This is a comprehensive comparison of the specs and features of Australia's most popular electric cars, the closely related Tesla Model 3 and Tesla Model Y. Both models shares around 95 per cent of components with eachother. This comparison focuses on the refreshed 2024 Tesla Model 3 'Highland' update and the current Tesla Model Y.
EDITOR’S NOTE: As Tesla makes continuous running changes to its vehicles, feature, specification and pricing differences are subject to change. Information is correct as at the time of publication.
Model 3 v Model Y: Pricing
- Model 3 RWD (before on-road costs): $61,900
- Model Y RWD (before on-road costs): $65,400
- Model 3 Long Range (before on-road costs): $71,900
- Model Y Long Range (before on-road costs): $78,400
As per the fledgeling electric carmaker’s simple and streamlined approach, both the Model Y and 3 offer the same exterior paint colour, interior and wheel options for the same cost.
However, there are differences in the standard range RWD wheel styles and size (Model Y is one-inch larger) with Long Range and Performance models featuring the same 21-inch Überturbine wheels.
Both models can also be had with the newly introduced ‘Enhanced Autopilot’ safety assistance suite at $5100 or the ‘Full Self-Driving Capability’ pack (which currently isn’t full autonomous driving) at $10,100.
For an estimated driveaway price and total cost of ownership - use the zecar cost of ownership calculator.
Model 3 v Model Y: Exterior Size
Both models are buil on Tesla's second generation Model 3/Y dedicated EV platform which allows for greater interior space relative to the external footprint.
The Model Y only has a 15mm longer wheelbase to yield a slightly more spacious interior and has a 30mm higher ground clearance.
For context, the Model Y’s 168mm ground clearance is still lower than Australia’s most popular SUV, the Toyota RAV4, at 190mm, yet it still sits higher than the Kia EV6 at 160mm.
Naturally, it’s no surprise the Model Y demands more manoeuvring too, with a 12.1-metre turning circle as opposed to the 3 at 11.6-metres.
Model 3 v Model Y: Interior Size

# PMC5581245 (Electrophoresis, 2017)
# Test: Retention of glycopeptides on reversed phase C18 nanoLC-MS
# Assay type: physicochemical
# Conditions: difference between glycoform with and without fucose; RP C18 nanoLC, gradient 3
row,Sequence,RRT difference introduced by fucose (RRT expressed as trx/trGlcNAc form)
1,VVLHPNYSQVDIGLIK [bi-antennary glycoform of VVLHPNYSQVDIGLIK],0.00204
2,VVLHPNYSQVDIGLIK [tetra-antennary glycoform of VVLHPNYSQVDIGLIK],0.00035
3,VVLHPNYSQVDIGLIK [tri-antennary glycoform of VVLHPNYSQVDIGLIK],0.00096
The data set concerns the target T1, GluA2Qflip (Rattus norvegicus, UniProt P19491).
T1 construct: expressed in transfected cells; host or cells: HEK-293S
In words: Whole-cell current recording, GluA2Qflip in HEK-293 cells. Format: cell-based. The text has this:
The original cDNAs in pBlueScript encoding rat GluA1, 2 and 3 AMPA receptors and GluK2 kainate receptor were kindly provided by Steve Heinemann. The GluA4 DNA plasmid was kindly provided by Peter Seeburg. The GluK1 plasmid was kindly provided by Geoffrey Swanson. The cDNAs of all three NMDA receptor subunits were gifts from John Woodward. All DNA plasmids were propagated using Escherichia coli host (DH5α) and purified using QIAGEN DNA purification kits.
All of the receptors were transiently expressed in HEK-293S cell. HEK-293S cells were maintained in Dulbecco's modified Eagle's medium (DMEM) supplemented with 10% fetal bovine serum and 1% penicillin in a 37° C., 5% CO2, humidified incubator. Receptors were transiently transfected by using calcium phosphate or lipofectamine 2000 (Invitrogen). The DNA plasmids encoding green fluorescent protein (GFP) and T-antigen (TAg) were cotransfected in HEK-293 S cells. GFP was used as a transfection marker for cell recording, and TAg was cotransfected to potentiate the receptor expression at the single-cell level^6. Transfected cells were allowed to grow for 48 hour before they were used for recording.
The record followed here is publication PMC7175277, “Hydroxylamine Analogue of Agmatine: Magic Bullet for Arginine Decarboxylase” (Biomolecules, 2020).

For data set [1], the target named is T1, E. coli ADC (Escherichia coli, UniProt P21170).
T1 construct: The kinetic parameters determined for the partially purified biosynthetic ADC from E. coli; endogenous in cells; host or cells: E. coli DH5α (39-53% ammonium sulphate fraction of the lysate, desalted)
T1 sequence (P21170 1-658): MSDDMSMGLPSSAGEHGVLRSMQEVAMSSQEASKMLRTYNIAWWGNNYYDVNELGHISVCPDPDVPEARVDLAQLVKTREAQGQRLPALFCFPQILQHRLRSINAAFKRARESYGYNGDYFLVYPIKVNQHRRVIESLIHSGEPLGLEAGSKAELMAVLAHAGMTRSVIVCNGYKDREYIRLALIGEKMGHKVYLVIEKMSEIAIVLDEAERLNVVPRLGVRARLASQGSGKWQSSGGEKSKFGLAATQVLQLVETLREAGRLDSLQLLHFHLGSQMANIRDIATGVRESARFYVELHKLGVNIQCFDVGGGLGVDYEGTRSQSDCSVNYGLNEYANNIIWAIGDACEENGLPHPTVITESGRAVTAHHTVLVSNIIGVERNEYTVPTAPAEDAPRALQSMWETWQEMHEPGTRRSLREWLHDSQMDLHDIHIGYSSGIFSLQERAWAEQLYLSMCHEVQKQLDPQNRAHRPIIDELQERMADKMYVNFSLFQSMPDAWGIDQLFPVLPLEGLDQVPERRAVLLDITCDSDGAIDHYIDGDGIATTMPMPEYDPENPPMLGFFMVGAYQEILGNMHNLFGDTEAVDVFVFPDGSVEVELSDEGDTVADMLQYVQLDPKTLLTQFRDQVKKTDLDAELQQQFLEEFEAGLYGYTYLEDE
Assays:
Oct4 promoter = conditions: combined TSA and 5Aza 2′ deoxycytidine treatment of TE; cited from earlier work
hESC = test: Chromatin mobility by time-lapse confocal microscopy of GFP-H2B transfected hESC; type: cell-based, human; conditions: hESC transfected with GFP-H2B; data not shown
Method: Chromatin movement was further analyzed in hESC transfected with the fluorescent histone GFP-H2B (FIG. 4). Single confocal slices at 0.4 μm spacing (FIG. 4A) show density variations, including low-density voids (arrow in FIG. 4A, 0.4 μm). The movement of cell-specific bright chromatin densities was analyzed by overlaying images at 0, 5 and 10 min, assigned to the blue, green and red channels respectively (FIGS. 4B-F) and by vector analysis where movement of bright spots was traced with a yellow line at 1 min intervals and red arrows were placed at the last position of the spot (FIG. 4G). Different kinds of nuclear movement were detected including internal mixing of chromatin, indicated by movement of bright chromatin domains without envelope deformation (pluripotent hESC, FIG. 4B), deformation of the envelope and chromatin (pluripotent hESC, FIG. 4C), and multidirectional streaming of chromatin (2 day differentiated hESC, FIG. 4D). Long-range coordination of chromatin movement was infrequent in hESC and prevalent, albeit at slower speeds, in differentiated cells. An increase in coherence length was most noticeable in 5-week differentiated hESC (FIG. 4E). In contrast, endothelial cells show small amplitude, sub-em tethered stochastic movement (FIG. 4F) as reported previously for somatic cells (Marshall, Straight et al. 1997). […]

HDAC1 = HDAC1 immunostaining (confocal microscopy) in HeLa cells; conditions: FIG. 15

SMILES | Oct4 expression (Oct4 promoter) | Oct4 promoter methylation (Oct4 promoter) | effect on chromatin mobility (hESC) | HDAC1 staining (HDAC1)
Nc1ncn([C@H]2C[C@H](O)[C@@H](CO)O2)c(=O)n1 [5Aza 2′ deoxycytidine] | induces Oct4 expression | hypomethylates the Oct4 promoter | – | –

With slightly bloated dimensions and a 15mm extra wheelbase, the five-seater-only Model Y gains 17mm more head room, 2mm more shoulder room, and 11mm more hip room.
However, it interestingly has 22mm less leg room than the smaller Model 3 sedan. Though, with the Model Y's front seats on raised rails, it allows more space for passenger's toes to sit underneath the seats.
The Model Y SUV does benefit in storage volume, though, with a 293-litre larger boot with all seats in place and a 29-litre bigger frunk. Tesla doesn’t disclose volume with the Model 3’s rear row seats folded down, but the Model Y is rated at 2041-litres.
It’s worth noting that Tesla’s boot figures measure up to the roof, instead of using the more realistic VDA (Verband der Automobilindustrie) blocks standard, which explains its generous number compared to its rivals like the BYD Atto 3, Hyundai Ioniq 5 and Volvo XC40 Recharge.
While the Model 3 has a deep compartment underneath the boot floor, the Model Y adds another separate storage space under the boot, too.
Additionally, the Model Y’s rear row can fold the centre seat individually in a 40/20/40 split and there are two release buttons at the boot to electronically fold it down in a 60/40 split. The 3’s back seats can only manually fold in a 60/40 configuration.
The crossover’s hatchback opening means storing items in and out of the boot will be easier with a more open, wider aperture. Both EVs feature an electric tailgate as standard, but they aren’t ‘handsfree’ automatic; it still requires a button press or the connected Tesla smartphone app to open and close it.